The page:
Although we may eat and drink our way through the days between Thanksgiving and New Year’s Day, almost to a person, we wake up on January 1st with every intention of doing things differently for throughout the coming year.
But what about just trying to clear the cobwebs, wash out the alcohol, get past the effects of all the salted and carmelized nuts, cheese plates, cookies and eggnog, and get moving after more than a few missed work-outs? You know, a jump-start to get to the lifestyle changes you plan to make for the year.
Here is a plan to obliterate the lingering effects of the Top Five Holiday Indulgences.
- Alcohol: Did your one or two-drink-a-day maximum1 turn into a one-drink-a-day minimum – for the last five weeks (with special emphasis on NYE libation)? If you haven’t kept up on your hydration while drinking, take a few days to replace lost volume and electrolytes. Drinking extra water may help wash out that last blast of holiday cheer, and all those lovely congeners2 that may have made a mild hangover a true pain.
- Cheese and creamy desserts: Maybe you’ve had so many cheese appetizers and dairy-based desserts and drinks, you can’t tell which feels more blocked: your sinuses or your colon. While you may ultimately require a more vigorous approach, the effects of food-grade essential oils might surprise you. A drop each of peppermint and eucalyptus oils in steaming water (breathe) for sinus blockages, or wild orange massaged deeply a couple of inches above the bikini line (in women) may suffice. Just don’t get any of the oils in your eyes.
- Eat any Carbs? Wending your way through November and December often means encountering (and eating) an embarrassment of baked riches: breads, cakes, cookies, pies, etc. You’ve had your fair share (or more) of carbs. Now get some high-quality protein. At every meal. Protein at breakfast (which you certainly should be eating regularly) helped lower the post-meal blood sugar at the next meal in diabetics3. Similarly, the negative after-effects of poor choices at mealtime linger for hours.4
Holiday indulgences may not directly involve what we eat or drink. Acceptance of every invitation, attendance at every party, and multiple after-work shopping sessions often leave us feeling depleted and stretched paper-thin.
- Less Sleep: Sleep and rest can get bumped way down on the priority list this time of year. Make a commitment to Banish the Blues (blue lights, that is) by turning off all the electronics by 8 or 9 pm. If you must stare unblinkingly into a screen with abundant blue light late in the evening, go to https://justgetflux.com/, and download software that will at least dim the blue light so your brain doesn’t think it’s the Land of the Midnight Sun. Rebalance by creating a wind-down routine (for example, hot Epsom salts bath with a few drops of lavender essential oil in the diffuser, chamomile tea, non-stimulating reading or music, noting three things you are grateful for in a lovely notebook) even if you can only get in one or two nights right now. You might surprise yourself and create a good habit.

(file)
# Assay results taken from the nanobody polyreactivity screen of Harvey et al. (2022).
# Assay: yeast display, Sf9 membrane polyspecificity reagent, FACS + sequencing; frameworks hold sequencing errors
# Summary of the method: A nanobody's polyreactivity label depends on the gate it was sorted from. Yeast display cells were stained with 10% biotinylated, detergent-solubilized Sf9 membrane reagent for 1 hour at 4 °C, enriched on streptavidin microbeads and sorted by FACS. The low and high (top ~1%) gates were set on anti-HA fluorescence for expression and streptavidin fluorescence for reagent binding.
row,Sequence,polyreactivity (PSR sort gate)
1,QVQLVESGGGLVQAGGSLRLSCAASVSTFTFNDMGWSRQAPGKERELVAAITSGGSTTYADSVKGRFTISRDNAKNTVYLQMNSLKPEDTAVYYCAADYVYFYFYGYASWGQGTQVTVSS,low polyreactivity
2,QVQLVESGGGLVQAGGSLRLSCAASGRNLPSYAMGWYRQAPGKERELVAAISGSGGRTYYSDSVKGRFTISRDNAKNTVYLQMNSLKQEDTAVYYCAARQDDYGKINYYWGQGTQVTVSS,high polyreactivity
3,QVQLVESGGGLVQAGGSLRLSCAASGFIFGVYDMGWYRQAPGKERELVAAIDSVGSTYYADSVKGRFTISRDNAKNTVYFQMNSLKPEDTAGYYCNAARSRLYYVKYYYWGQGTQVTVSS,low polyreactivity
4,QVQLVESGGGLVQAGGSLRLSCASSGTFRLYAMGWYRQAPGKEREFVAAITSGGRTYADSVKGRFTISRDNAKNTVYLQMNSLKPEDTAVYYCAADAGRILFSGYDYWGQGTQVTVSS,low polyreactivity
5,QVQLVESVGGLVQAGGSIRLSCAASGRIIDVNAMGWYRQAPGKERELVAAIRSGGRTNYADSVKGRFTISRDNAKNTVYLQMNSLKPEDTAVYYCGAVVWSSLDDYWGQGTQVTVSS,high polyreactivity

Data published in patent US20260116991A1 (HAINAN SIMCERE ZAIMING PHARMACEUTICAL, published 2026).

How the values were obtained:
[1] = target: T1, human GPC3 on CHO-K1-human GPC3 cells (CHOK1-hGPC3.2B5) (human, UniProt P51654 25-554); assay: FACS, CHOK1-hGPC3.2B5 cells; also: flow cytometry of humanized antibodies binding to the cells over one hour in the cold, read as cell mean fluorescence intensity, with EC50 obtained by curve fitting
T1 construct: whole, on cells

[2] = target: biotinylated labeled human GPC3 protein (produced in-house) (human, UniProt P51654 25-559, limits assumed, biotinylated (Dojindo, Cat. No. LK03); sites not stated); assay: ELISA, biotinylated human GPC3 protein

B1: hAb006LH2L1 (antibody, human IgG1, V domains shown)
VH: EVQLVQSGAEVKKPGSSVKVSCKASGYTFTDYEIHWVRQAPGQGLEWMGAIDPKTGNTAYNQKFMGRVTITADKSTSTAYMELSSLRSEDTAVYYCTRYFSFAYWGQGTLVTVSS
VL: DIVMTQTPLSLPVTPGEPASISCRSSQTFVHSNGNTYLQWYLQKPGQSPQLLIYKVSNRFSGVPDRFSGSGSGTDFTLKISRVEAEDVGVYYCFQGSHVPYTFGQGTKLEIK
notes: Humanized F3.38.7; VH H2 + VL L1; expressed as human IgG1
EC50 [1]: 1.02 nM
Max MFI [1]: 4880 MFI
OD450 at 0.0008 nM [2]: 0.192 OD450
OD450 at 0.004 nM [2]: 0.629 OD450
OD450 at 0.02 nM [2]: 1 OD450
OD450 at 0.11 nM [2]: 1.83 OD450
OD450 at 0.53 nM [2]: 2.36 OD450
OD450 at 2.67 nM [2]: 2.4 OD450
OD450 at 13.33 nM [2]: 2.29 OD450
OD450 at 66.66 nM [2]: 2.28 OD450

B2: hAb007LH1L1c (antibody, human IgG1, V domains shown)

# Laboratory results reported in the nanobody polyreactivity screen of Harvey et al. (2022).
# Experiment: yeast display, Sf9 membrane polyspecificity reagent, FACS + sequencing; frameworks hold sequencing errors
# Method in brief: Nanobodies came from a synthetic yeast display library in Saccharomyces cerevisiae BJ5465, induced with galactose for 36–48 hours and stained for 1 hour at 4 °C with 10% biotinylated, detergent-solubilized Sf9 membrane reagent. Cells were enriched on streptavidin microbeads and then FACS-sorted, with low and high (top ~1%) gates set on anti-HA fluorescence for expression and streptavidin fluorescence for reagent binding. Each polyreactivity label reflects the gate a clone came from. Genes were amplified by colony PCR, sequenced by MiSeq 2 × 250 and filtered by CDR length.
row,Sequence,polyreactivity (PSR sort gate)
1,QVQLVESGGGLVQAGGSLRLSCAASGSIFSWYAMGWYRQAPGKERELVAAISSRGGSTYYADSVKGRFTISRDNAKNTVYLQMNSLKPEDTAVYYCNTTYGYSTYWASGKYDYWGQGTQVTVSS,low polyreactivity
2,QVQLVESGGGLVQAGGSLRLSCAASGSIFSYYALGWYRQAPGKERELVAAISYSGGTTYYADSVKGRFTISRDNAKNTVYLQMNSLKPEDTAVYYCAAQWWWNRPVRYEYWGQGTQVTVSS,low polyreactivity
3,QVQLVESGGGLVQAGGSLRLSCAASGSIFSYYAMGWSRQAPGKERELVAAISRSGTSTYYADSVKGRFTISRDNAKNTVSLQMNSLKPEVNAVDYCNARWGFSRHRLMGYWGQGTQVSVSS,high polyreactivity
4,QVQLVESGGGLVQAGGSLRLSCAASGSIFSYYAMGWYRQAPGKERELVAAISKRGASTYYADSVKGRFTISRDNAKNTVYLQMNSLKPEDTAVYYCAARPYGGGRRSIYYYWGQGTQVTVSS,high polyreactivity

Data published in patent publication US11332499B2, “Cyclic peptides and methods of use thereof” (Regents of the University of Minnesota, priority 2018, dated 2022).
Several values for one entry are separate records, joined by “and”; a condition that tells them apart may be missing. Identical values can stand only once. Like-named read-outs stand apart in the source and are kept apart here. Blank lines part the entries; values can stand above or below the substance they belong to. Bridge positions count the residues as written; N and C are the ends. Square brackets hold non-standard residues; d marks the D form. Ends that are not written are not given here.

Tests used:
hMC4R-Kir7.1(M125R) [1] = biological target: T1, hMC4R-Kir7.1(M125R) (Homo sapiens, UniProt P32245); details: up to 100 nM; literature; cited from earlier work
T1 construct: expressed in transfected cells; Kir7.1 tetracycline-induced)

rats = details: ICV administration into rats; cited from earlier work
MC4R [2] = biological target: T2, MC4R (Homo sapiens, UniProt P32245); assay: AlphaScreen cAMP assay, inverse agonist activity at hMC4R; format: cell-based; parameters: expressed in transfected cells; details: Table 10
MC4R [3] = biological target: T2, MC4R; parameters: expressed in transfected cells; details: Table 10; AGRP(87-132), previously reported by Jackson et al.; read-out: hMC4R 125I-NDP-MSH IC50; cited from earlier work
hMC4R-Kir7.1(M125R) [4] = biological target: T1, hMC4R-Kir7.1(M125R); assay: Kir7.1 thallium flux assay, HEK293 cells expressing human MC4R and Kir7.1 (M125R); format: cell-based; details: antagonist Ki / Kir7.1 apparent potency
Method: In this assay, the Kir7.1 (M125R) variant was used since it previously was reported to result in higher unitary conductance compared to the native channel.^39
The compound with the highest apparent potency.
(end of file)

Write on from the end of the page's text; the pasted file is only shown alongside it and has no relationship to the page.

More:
- More Stress: For every person who lives for the holiday season and all its demands, there is another who is gritting his or her teeth through the shopping and wrapping, traveling, prepping, cooking, cleaning, spending, decorating . . . Bless you if you were able to find ways to de-stress and recharge before the New Year began - or are doing so now. Some people just jump back onto whatever treadmill they jumped off of and steamroll themselves right through January and into spring. Try something new, or fun to de-stress. Go spiritual, playful, physical, or try all of the above. People are chanting, centering, breathing, coloring, and meditating themselves into a more relaxed life.
Just a few simple suggestions to help you jump start your healthy New Year holistically!
1.Klarich DS, Brasser SM, Hong MY. Moderate Alcohol Consumption and Colorectal Cancer Risk. Alcoholism: Clinical & Experimental Research. 2015;39:1280-1291.
2Rohsenow DJ, Howland J, Arnedt JT, et al. Intoxication with bourbon versus vodka: effects on hangover, sleep, and next-day neurocognitive performance in young adults. ALCOHOLISM. 2010;34:509-518 10p.
3Young-Min Park, Heden TD, Liu Y, et al. A High-Protein Breakfast Induces Greater Insulin and Glucose-Dependent Insulinotropic Peptide Responses to a Subsequent Lunch Meal in Individuals with Type 2 Diabetes. J Nutr. 2015;145:452.
4Tamburrelli C, Gianfagna F, D'Imperio M, et al. Postprandial cell inflammatory response to a standardised fatty meal in subjects at different degree of cardiovascular risk. Thromb Haemost. 2012;107:530-537.
Dr. Dawn Cannon, MD, MS, is an integrative physician at National Integrative Health Associates, serving the metropolitan Washington, D.C. area. Her focus is Integrative medicine: adult primary care and preventive medicine, approached holistically. Her special interests include detoxification for the damaging effects of environmental exposures and toxins, women's health, and a functional medicine approach to finding the root cause of disease.